Tuesday, May 4, 2010

The Not-So-Perfect Storm

In the morning I was called up on deck. We were 15 nm off shore. Things were going crazy. Stuff was being thrown all about the JAFTICA pilot house. Chairs were all over the floor, drawers were pulled out, we were being volleyed and thrashed from bulkhead (wall) to bulkhead.

The waves were easily the sizes of houses, as we were being pitched around.

Peter and Wayne had been sailing all night on half sail in pretty rough seas. The front sail or jib was taken down all together, and the back or mainsail was only raised partway, and we were still moving fast. We figured that we were a couple of hours from Canso Strait and refuge from this awful weather.

At this stage we thought we should continue under engine power. Meanwhile I took some regular walks out to the back deck to now give up earlier meals, and working backward and was probably getting rid of Sunday brunch by now.

Then all hell broke loose. Like could it get worse? The engine stopped abruptly. That is typical of a line getting stuck in the props. So Peter shared that we were here to sail weren't we? So obviously continued to sail. Then the rudder jammed...

We were now adrift bobbing like a cork among these huge waves in the wide North Atlantic, outside the sight of land. I had to stay above decks (outside) to manage my gut. We tried restarting engines, no luck. Electrical was still good. Peter had equipped the vessel with three banks of batteries. Thankfully Peter, an experienced radio operator, called the Canadian Coast Guard for for assistance. Now we bobbed and waited. Before too long we could see the CCG Search and Rescue Cutter Bickerton arrive also bobbing in the ocean like a cork among these huge 4 metre plus waves. The Bickerton appeared to surf down the waves. The wind was now blowing extremely hard as we could hear it flapping the sails with a regular staccato. Now the only plan was to try to keep the bow of the vessel into the waves and the mainsail probably did that for us.This would keep us from capsizing or at least from being rolled sideways.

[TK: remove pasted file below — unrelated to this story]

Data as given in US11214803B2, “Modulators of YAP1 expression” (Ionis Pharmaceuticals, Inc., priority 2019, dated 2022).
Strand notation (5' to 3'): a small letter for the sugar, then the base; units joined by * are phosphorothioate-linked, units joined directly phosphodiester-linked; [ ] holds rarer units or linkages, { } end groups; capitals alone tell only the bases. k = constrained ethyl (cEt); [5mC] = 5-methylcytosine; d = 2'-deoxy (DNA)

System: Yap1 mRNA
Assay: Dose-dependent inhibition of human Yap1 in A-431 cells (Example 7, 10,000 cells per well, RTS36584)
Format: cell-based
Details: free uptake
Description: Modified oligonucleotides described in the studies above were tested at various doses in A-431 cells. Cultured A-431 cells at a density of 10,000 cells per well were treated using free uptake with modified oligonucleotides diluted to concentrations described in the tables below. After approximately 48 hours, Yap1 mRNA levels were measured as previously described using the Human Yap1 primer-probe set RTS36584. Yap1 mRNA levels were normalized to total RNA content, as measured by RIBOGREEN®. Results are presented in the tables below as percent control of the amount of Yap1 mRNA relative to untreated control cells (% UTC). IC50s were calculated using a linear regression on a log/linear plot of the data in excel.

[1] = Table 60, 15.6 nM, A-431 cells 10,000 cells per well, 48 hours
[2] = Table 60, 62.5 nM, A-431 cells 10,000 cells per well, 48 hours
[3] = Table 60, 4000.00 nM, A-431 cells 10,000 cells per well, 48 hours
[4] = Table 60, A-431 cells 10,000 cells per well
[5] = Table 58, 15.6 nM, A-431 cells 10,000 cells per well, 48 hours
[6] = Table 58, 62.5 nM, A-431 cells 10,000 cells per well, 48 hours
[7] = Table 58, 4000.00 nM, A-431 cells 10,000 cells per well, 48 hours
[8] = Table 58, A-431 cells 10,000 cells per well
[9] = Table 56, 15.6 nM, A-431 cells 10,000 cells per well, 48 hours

The Bickerton circled us to check out the situation. And then headed out to the windward -up wind side. They -- there were three crew on the Bickerton Stern -- threw us a line. I being the most spry old fogey among us scrambled to the bow of our vessel holding on the the stanchions and guardrails (railings) in the driving spray to receive first a light line with a monkeys fist (ball) at the end and tied to the tow rope, one hand for yourself and one for the ship. I would be knee deep in sea water at one minute and on top of a monstrous wave the next. The CCG hand signals were confusing and impossible to understand. Wayne then came forward from the cabin, after getting radioed instructions from the Bickerton, to assist. This was a surreal moment. There was nothing between me and the deep blue sea and these swells but this guardrail and a lifejacket. We fastened the line. Gave the OK. I returned to my favourite spot on the back deck. Even though the spray came over my head and soaked my back, this was still the the most comfortable spot.

In a few hours were were towed to New Harbour, still under fierce winds. We tied up. New Harbour is nothing but a cluster of a dozen or so houses and a Small Craft Harbour dock on the end of a road. There were no services to speak of.
Peter tried the engines, that suddenly worked. The line entangled in the prop must have come free when we reversed the engines or were towed. It might also have been a line from a marker buoy to a crab pot on the ocean floor. We came across many lobster trap buoys nearer to shore as well and carefully tried to avoid them, should the lines get entangled in the prop and rudder.

Due to the overpowering winds, it was very difficult to detach the JAFTICA from the Bickerton as each boat bobbed and banged into each other. Some of the JAFTICA stanchions were damaged as a result.

Once ashore, Wayne called his wife to come and get us. Being invited to stay an evening as a guest at their house was an offer I could hardly refuse for a good night's sleep on Terra Firma.

While near a pharmacy I took advantage of seeing about motion sickness pills. I knew of a very effective motion sickness drug called Marzine that I used many years ago in Newfoundland when I was first working on the ships back in the early 80s. The drugstore advised that it was not commercially available in Canada but recommended a very similar drug called "Transderm-V" or Scopolamine, which is a patch to put behind the ear. Apparently the fishermen like them. It reduces seasickness for three days with each patch. Back in business.

So it will be an exciting day tomorrow if the wind dies down and as we continue our trip. Now we must go from New Harbour to Canso Straits to Ballantynes Cove. It should be about 12 hours of sailing according to the Capt.

Press On!!

1 comment:

  1. This experience confirmed that the hull of the JAFTICA is a very sea-friendly boat. At no point in this experience did I feel unsafe about the vessel.